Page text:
Across all states, more than 24 million votes have already been cast early for the upcoming midterm elections. As of Wednesday evening, 43 percent of the voters are Republican and 41 percent are Democrat, according to NBC News.
On this exact day four years ago, meaning 6 days before midterms in 2014, just under 13 million votes had been cast. That’s an increase of 11 million votes, and that’s dramatic.
By the time election day arrived in 2014, a total of 21 million early votes had been cast. This year’s early voting has already surpassed that number, and there are still several voting days left on the calendar.
Along with the District of Columbia, 37 states allow early voting in some form or another.
— Heather Wilson (@Wilshe_95) November 1, 2018
Analysts are combing through the data, and already some trends are emerging, according to CNN.
Younger voters are showing up for early voting, The Hill reports. Many voters aged 18 to 29 are casting early ballots, and people in this demographic are casting more votes than they have in previous midterms.
In states where races are especially close, younger voters are coming out in droves. Almost 5 times the number of younger voters have cast ballots in Texas and Nevada, compared to the previous midterm election. In Georgia, four times the number of younger voters have gone to the polls, and three times as many young voters in Arizona have arrived to cast votes.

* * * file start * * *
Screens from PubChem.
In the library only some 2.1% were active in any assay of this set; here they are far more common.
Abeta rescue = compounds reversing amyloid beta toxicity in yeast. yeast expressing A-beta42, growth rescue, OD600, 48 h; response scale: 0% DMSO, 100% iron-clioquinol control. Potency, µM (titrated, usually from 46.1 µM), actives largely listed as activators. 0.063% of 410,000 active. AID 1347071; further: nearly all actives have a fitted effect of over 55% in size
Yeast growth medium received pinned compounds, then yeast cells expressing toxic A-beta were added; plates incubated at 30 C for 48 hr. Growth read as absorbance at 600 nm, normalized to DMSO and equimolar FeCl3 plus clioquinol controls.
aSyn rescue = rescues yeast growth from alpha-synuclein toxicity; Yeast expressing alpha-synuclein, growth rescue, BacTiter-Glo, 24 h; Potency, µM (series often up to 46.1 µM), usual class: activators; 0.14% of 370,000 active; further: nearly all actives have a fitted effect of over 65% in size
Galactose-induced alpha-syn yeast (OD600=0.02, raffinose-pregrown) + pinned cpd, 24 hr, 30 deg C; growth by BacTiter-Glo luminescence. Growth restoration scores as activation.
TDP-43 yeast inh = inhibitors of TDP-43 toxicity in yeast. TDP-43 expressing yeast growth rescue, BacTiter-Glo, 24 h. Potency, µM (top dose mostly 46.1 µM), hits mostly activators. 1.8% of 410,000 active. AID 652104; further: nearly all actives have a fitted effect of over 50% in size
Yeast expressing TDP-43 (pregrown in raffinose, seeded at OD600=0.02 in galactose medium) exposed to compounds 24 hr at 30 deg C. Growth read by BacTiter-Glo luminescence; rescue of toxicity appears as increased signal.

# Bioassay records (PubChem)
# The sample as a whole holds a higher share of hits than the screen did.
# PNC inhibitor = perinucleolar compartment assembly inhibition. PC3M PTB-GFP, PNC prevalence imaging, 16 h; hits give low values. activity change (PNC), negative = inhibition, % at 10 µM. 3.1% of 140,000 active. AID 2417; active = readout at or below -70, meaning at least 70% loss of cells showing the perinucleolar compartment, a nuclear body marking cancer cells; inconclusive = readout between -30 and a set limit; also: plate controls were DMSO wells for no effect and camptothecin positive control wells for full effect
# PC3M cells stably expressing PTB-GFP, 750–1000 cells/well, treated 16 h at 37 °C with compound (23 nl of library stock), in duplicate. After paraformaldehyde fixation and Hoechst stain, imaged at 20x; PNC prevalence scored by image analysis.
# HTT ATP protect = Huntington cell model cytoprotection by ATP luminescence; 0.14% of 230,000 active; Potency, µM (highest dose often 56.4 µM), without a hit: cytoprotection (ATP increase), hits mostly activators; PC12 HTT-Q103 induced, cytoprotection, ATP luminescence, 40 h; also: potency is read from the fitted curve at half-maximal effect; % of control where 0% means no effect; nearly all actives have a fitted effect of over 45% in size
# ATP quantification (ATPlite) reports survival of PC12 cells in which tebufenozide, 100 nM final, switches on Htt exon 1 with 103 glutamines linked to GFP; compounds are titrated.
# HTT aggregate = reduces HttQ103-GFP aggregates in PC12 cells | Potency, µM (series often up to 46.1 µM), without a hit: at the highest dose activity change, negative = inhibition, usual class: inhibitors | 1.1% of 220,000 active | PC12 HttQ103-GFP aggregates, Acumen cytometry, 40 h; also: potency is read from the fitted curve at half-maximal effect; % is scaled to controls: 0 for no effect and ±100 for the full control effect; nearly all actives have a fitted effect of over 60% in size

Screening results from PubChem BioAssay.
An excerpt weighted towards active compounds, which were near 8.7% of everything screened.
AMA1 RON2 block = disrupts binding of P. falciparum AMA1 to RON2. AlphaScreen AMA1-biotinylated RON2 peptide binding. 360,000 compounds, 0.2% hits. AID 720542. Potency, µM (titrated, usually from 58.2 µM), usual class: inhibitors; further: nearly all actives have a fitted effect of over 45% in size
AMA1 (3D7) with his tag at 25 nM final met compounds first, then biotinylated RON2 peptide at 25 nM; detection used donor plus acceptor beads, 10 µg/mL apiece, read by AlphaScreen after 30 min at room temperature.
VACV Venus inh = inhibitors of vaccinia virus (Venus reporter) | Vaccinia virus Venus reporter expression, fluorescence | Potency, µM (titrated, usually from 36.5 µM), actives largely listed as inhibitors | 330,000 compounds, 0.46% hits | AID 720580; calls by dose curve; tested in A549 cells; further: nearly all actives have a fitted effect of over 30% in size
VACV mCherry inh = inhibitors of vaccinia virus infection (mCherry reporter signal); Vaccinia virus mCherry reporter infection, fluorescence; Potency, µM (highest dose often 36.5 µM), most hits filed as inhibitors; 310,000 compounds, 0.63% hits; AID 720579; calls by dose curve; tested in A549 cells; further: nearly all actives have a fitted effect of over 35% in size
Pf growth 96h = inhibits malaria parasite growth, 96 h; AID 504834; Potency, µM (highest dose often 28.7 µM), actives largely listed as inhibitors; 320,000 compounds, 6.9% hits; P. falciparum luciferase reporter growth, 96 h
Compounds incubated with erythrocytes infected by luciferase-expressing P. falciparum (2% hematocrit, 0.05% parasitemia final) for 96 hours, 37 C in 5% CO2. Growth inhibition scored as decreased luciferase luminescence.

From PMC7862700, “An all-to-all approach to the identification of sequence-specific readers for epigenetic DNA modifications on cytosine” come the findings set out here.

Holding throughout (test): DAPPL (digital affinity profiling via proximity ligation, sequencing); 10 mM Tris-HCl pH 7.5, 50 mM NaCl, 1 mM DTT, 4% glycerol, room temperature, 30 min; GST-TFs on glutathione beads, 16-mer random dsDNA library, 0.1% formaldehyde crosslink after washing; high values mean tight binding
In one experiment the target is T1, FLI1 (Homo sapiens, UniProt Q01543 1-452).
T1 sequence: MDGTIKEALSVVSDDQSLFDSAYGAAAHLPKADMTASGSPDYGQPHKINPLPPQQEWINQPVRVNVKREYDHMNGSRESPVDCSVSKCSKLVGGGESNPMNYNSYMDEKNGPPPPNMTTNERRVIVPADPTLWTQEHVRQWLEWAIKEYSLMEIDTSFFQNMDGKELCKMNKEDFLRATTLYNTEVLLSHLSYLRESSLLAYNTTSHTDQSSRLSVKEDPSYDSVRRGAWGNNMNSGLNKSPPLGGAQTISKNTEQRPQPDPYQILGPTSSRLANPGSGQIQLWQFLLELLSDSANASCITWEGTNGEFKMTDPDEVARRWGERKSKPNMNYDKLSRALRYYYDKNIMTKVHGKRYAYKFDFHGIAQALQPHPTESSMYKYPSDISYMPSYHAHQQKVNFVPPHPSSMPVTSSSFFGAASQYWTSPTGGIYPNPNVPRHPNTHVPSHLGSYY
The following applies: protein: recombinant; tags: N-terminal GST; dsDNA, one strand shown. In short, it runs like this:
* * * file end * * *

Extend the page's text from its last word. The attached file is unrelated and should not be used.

So far, more women have voted than men. Since women tend to show up to vote more than men do, however, this is no big surprise, reports Vox. People who vote early generally aren’t first-time voters.
“Early voting is not a sign of the mobilization of people who have been absent before, says Kathleen Dolan, a professor of political science at the University of Wisconsin Milwaukee. “Much of the data suggests to us that people who vote early are people who would’ve voted anyway.”
Women are more likely to vote than men, a trend that has been constant in every presidential election since 1980 and every midterm since 1986.
Generally speaking, women tend to vote Democratic — but don’t start celebrating the “big blue wave” just yet. There are still plenty of female Republicans, and in 2016, 53 percent of white female voters cast their ballots for Donald Trump.
And even with a lot of other voters out there, white women represent a huge bloc of voters that could potentially sway the outcomes of many midterm elections when the polls open nationwide on November 6.